Blogger walking the rails

In the penultimate HoW episode, there is a prescient moment as black and Chinese workers rush to finish the road in 1869. Above them you see the moon. One hundred years later, yes, in 1969, “the greatest nation the world has ever seen” reached the moon. No country has repeated that feat or even attempted it.

Yes, American exceptionalism is real.

If you enjoy westerns, you’ll find Hell on Wheels worth your while. But if you are looking for romance–then look elsewhere. Mount is a fine actor but love encounters are not his long suit. And what was the point of his sex scene on top of a table with fused nitroglycerine on it?

As with most westerns, the cinematography is first-rate–with Alberta filling in capably for Nebraska, Wyoming, Utah, and California. It would be better if movies about America would be filmed here, but that’s another subject for another time.

John Ruberry regularly blogs at Marathon Pundit.

By John Ruberry

A couple of weeks back I completed my latest television binge-watching quest, in this case it was the neo-western Longmire.

Walt Longmire (Robert Taylor) is the Rainier Beer-drinking, unshaved sheriff in the fictional county of Absaroka in Wyoming. He’s a widower putting his life and career back together after the recent death of his wife. It’s easy to imagine Gary Cooper paying this role. His deputies are the loyal Victoria “Vic” Moretti (Katee Sackhoff), Jim “the Ferg” Ferguson (Adam Bartley), and not-so-loyal Branch Connally (Bailey Chase), who runs against Longmire for sheriff.

The series is based on the Walt Longmire mystery books by Craig Johnson.

Originally an A&E show, the network, despite high ratings for the show, cancelled it after the third season. Netflix picked it up, airing the next two editions. It has been renewed for a sixth and final season. The books are set in Buffalo, which is coincidentally in Johnson County, Wyoming. In the show Durant is the county seat of Absaroka. So assuming that Johnson is Absaroka, that would give Longmire’s county 8,500 residents. And since, especially in the first four seasons, there is a murder in almost every episode, that could give this rural county a homicide rate higher than that of Chicago, perhaps, yes, even higher than the small Maine town where the television series Murder, She Wrote, was set. Recurring Longmire character Louis Herthum, has experience with this scenario, as he played a cop in Murder She, Wrote.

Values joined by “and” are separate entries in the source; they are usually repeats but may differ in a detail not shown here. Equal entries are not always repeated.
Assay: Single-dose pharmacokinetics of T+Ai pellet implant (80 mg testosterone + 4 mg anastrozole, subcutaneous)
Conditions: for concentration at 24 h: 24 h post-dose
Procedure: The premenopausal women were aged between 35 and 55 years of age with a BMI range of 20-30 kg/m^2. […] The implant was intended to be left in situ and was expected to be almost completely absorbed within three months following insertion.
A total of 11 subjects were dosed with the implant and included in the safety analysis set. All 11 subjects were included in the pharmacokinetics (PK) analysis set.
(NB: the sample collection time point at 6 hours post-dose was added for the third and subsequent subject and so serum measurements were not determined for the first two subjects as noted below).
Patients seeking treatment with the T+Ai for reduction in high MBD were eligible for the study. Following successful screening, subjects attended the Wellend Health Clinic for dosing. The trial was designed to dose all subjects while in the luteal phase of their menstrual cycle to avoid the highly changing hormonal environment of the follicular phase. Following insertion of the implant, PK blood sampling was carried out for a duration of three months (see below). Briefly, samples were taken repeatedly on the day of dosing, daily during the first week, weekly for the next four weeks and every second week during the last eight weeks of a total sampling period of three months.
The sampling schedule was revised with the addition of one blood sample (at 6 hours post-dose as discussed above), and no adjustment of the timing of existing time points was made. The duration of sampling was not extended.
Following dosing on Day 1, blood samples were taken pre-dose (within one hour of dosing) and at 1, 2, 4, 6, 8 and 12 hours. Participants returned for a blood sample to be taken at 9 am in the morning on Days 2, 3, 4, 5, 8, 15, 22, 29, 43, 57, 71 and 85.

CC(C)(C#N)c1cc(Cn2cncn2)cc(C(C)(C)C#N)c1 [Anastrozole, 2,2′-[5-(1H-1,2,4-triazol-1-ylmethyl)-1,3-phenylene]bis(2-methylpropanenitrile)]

Also in Absaroka is a Cheyenne Indian reservation, which isn’t in Walt’s jurisdiction. But just as Captain Kirk was never supposed to violate the Prime Directive in Star Trek, circumstances often force Longmire to pursue police work on “the rez,” which for the most part annoys Mathias (Zahn McClarnon), a Bureau of Indian Affairs police chief. His predecessor, Malachi Strand (Graham Greene), was jailed after Longmire busted him for extortion.